The Oberlin Review

Underlying Racism Affects Lamar Jackson’s Draft Stock

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Louisville Cardinals quarterback Lamar Jackson should easily be one of the top three quarterbacks in this year’s NFL Draft. He won the 2016 Heisman Trophy and arguably had a better season this year. So it’s quite confusing why Jackson has received widespread criticism by NFL scouts and draft analysts and is projected as a late draft in the first round.

Jackson is a Black athlete, and the unfortunate root of the criticism he receives is racism.

The premier quarterbacks in this year’s draft include Sam Darnold, Baker Mayfield, Josh Allen, and Josh Rosen. The common denominator between these four men is that they are all white with big arms. However, if you watch Lamar Jackson’s film and Pro Day tape, his arm is just as powerful as the other four. Why isn’t he just as celebrated as they are? It’s certainly not his decision-making. Last season, Jackson threw a total of 10 interceptions while playing teams in one of the most competitive conferences in the country, the Atlantic Coast Conference. Jackson had to play against elite defenses such as the Florida State Seminoles and the Clemson University Tigers and still managed to throw only 10 interceptions. Rosen, who is also likely to be drafted over Jackson, threw 10 interceptions as well. Darnold — who is considered the best quarterback in many scouts’ eyes — threw 13 of them.

Jackson has also taken criticism for being a running quarterback. An uptick in injuries to NFL quarterbacks, namely Carson Wentz — the quarterback for the Philadelphia Eagles and favorite for the MVP Award until he tore his ACL mid-season — has made general managers skeptical of quarterbacks who take extra hits. However, Jackson has managed his health quite successfully, despite his smaller frame. He’s played through minor injuries just as any college football player would, but he’s never experienced any devastating injury that would make teams second-guess him. Jackson’s arm, awareness, and durability are up-to-par with the other elite NFL Draft quarterback prospects. Add unbelievable athleticism to those abilities, and you have Jackson. He is by far the best athlete out of all of the quarterbacks in the draft.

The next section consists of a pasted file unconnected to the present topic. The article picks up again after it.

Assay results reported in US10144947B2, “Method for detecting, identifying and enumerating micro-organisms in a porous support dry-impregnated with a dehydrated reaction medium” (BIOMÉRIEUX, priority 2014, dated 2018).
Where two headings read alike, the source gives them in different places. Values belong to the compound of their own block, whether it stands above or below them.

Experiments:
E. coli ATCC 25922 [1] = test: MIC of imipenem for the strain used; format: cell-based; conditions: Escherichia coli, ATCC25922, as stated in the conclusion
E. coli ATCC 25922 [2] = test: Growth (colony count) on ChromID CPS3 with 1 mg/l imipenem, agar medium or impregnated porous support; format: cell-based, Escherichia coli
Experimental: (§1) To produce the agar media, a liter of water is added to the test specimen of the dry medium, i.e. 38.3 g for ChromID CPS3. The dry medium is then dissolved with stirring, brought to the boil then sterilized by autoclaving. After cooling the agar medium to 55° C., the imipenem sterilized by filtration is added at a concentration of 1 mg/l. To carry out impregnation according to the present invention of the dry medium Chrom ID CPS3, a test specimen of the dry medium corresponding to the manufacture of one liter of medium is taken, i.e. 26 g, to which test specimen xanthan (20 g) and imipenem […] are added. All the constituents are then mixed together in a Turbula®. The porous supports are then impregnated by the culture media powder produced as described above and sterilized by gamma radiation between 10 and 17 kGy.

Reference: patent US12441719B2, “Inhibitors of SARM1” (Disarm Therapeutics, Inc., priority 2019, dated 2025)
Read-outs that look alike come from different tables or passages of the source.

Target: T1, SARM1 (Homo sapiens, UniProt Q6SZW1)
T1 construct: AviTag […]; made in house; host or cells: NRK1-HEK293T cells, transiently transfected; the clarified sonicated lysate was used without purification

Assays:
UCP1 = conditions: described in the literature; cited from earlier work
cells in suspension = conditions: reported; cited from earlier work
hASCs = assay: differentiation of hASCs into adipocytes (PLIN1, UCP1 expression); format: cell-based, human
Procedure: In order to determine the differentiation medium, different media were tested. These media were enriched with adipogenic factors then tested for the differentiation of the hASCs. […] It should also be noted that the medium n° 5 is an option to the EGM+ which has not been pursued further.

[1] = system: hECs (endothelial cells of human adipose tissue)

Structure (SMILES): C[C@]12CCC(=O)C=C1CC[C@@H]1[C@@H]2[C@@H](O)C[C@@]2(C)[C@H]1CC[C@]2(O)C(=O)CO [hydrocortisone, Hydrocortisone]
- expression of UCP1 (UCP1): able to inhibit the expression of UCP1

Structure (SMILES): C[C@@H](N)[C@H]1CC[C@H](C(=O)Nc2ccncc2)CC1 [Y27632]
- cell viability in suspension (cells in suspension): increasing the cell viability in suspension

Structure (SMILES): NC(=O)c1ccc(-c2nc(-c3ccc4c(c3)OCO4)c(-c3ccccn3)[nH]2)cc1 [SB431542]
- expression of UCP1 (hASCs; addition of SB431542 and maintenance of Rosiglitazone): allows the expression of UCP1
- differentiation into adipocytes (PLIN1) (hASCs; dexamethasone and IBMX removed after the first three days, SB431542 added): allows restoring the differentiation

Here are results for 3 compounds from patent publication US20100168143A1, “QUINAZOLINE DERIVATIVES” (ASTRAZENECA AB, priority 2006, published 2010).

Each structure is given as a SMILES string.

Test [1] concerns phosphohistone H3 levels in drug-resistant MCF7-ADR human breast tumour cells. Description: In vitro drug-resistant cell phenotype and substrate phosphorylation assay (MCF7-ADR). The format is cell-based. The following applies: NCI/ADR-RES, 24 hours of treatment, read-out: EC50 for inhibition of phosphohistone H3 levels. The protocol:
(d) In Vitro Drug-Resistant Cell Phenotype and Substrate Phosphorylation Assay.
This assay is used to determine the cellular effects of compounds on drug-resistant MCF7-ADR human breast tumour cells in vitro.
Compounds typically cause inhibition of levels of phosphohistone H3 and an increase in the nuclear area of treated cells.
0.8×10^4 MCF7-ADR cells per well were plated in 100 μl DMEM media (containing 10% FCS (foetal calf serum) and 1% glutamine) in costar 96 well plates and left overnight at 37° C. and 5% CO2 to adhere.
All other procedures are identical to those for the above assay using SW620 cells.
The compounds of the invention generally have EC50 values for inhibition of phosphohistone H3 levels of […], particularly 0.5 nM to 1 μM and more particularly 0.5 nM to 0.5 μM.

Jackson’s qualifications should make him a surefire top pick, but there’s a glaring problem that isn’t being talked about: Racism is a factor that plays into Lamar Jackson’s draft stock. While most quarterbacks — one of the only positions in the NFL that is dominated by white men — are praised for having a high football IQ, Black quarterbacks are only ever praised for their athletic abilities. NFL scouts and analysts constantly criticize Jackson, saying that he won’t be able to handle concepts at the next level, even though he ran an effective NFL-style offense last year.

Tangibles aside, the most laughable critique about Jackson is that he should try switching his position to wide receiver. Scouts told him that his build is better fit for a wide receiver in the NFL, but Heisman-winning and record-breaking quarterbacks shouldn’t have to switch to wide receiver. A few years ago, Johnny Manziel — another former Heisman winner — wasn’t pressured to switch positions. His game is often compared to Jackson’s, even though with off-field character issues he also had a late first-round grade. This screams racism.

Jackson’s situation reminds me of the same old bias that Black people have to deal with all the time when it comes to job hunting. Their white counterparts will always have the advantage, no matter how talented they are, because of their skin color. Lamar Jackson will be just fine when he enters the league, but it’s both frustrating and disappointing to see him receive this racially coded criticism repeatedly from both scouts and the media in 2018.

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1 Comment

One Response to “Underlying Racism Affects Lamar Jackson’s Draft Stock”

  1. Kenneth on April 14th, 2018 8:46 AM

    The NFL Financial Business Model is based on maximizing the number of white head coaches and white quarterbacks, thereby producing maximum advertising revenue and fan support. That is the reason why we’re having this ridiculous debate about whether or not 2016 Heisman Trophy winning quarterback Lamar Jackson might not be capable of being a top NFL quarterback.
    Amazingly, having 1571 and 1601 rushing yards in 2016 and 2017 is considered a disadvantage for Lamar Jackson. Also, his 59.1% completion percentage and 3660 total passing yards are both higher than Josh Allen’s 56.3% and 1812 yards. But somehow, Josh Allen is considered a top QB prospect and Lamar Jackson is not.

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